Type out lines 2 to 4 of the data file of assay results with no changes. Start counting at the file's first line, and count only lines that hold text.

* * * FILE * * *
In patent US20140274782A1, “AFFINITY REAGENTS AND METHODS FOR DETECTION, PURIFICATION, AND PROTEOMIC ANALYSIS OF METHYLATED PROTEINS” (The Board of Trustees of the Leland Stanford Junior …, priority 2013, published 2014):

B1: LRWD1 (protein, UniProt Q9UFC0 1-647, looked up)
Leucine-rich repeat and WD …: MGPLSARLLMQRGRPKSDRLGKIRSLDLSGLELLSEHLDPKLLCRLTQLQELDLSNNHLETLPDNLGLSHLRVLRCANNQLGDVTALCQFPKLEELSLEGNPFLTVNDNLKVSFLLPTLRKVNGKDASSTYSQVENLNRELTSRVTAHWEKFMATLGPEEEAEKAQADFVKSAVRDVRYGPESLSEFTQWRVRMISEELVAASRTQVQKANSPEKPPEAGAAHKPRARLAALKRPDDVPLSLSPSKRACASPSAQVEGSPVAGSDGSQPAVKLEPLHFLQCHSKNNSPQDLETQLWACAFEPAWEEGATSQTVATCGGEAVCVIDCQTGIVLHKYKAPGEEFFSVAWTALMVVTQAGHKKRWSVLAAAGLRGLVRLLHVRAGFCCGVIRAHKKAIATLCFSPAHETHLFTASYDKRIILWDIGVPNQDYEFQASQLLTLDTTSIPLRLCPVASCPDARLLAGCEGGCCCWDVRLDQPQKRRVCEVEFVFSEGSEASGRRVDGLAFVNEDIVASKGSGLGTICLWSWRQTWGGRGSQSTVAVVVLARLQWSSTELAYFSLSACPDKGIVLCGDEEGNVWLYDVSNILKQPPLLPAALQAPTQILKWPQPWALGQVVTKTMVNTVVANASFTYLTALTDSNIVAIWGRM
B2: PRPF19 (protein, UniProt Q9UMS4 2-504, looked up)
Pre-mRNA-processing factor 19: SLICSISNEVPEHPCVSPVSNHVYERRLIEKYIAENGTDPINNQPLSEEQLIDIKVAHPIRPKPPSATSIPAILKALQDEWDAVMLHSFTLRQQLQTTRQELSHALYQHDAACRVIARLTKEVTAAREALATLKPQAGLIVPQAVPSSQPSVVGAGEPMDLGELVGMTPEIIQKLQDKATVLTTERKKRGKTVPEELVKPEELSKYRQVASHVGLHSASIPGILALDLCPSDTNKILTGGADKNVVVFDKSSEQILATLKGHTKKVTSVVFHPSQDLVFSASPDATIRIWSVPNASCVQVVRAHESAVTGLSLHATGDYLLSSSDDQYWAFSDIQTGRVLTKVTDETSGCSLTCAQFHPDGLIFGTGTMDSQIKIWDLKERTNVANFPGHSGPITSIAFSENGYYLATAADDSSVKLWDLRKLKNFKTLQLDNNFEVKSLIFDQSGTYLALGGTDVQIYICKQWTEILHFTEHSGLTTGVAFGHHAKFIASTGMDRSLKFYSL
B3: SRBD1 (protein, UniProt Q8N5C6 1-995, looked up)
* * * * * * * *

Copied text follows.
B1: LRWD1 (protein, UniProt Q9UFC0 1-647, looked up)
Leucine-rich repeat and WD …: MGPLSARLLMQRGRPKSDRLGKIRSLDLSGLELLSEHLDPKLLCRLTQLQELDLSNNHLETLPDNLGLSHLRVLRCANNQLGDVTALCQFPKLEELSLEGNPFLTVNDNLKVSFLLPTLRKVNGKDASSTYSQVENLNRELTSRVTAHWEKFMATLGPEEEAEKAQADFVKSAVRDVRYGPESLSEFTQWRVRMISEELVAASRTQVQKANSPEKPPEAGAAHKPRARLAALKRPDDVPLSLSPSKRACASPSAQVEGSPVAGSDGSQPAVKLEPLHFLQCHSKNNSPQDLETQLWACAFEPAWEEGATSQTVATCGGEAVCVIDCQTGIVLHKYKAPGEEFFSVAWTALMVVTQAGHKKRWSVLAAAGLRGLVRLLHVRAGFCCGVIRAHKKAIATLCFSPAHETHLFTASYDKRIILWDIGVPNQDYEFQASQLLTLDTTSIPLRLCPVASCPDARLLAGCEGGCCCWDVRLDQPQKRRVCEVEFVFSEGSEASGRRVDGLAFVNEDIVASKGSGLGTICLWSWRQTWGGRGSQSTVAVVVLARLQWSSTELAYFSLSACPDKGIVLCGDEEGNVWLYDVSNILKQPPLLPAALQAPTQILKWPQPWALGQVVTKTMVNTVVANASFTYLTALTDSNIVAIWGRM
B2: PRPF19 (protein, UniProt Q9UMS4 2-504, looked up)